gold shows promise of being more active
than Cu or Pd, probably because of its
weaker chemisorption of CO. This
serves as a starting point in the book to
elaborate on the role of support, preparation, and activation methods on the
water-gas shift activity of gold and
bimetallic gold catalysts.
In Chapters 11 to 13, the authors
discuss reactions of environmental
importance (mainly removal of nitrogen
oxides) and other reactions of interest in
organic synthesis involving C-O, C-N,
and C-C bond formation, among others.
It should be pointed out that homogeneous gold catalysts have been widely
used to catalyze reactions in organic
synthesis. Such reactions and catalysts
are only treated marginally in this book,
in which the main emphasis is on solid
catalysts. However, readers can find
excellent recent reviews (Angew.
Chem. Int. Ed. 2006, 45, 7896–7936)
that nicely complement the results presented.
The book ends with a most interesting chapter on commercial applications
of gold catalysts, which shows that this
subject is not only a matter of fundamental interest but is leading to advances in transforming the knowledge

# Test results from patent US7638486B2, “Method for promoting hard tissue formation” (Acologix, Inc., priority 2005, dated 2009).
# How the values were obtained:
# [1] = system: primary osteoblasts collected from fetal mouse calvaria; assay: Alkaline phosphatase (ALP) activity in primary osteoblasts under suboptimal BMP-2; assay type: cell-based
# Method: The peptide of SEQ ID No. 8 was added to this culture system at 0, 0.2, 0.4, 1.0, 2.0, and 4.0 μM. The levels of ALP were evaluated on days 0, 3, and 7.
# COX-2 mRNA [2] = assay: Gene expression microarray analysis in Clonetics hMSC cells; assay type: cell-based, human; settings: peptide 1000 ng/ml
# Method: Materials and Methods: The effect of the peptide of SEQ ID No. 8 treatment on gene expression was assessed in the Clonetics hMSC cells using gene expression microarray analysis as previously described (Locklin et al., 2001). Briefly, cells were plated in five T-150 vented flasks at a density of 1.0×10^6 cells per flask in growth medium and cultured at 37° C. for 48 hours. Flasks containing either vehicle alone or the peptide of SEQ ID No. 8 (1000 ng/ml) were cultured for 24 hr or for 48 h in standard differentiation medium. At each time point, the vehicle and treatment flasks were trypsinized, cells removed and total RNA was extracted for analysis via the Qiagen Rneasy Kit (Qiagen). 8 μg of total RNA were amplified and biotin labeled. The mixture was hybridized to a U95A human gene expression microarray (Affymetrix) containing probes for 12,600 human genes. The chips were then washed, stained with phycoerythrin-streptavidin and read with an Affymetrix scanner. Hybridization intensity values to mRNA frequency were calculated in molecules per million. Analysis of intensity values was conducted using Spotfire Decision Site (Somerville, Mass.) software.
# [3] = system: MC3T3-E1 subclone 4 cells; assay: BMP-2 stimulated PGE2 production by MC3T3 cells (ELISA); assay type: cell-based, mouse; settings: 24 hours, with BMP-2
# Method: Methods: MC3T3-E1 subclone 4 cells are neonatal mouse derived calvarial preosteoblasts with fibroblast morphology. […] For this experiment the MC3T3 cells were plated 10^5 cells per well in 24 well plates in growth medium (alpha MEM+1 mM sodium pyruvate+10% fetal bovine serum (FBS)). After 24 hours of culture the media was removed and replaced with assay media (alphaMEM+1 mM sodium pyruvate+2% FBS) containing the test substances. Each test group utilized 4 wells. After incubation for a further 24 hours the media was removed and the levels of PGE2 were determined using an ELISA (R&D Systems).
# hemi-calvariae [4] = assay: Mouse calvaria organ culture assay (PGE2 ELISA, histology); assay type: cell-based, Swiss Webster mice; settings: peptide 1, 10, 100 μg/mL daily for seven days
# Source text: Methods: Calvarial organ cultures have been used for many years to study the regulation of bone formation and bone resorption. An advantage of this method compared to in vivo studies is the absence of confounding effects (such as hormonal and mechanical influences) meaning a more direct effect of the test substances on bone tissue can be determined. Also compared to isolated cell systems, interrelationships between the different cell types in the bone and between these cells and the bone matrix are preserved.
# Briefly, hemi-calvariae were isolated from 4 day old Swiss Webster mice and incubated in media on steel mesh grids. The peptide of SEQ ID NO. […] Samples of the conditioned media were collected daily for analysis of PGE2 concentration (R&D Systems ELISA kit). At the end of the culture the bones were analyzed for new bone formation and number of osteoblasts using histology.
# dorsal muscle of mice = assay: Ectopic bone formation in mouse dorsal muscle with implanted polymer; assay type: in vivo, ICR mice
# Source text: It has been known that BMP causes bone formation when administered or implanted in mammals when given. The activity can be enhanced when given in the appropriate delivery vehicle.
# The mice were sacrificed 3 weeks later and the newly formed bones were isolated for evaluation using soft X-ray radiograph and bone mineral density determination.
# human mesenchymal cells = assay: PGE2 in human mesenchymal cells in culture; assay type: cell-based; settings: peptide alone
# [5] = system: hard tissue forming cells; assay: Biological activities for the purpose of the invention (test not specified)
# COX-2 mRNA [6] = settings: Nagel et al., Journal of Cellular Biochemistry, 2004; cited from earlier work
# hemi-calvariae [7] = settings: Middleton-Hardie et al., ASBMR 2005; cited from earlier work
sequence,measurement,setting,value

acquired into solutions for industrial
In conclusion, this is a comprehensive book, which builds in a rational way
from the fundamentals of gold catalysis
to its applications. It is an excellent
guide for future work, which will contribute to the systematization of the
field of gold catalysis and its rational
exploration. For those whose curiosity
goes further, there is an up-to-date
selection of references that will help in
completing the information.
I certainly recommend the book,
and it should be made available in
every institution working on catalysis.
Avelino Corma
Instituto de Tecnolog4a Qu4mica
UPV-CSIC, Valencia (Spain)
DOI: 10.1002/anie.200685486
( 2007 Wiley-VCH Verlag GmbH & Co. KGaA, Weinheim
Без категории
Размер файла
292 Кб
bond, geoffrey, catalysing, gold, catherine, david, vol, louise
Пожаловаться на содержимое документа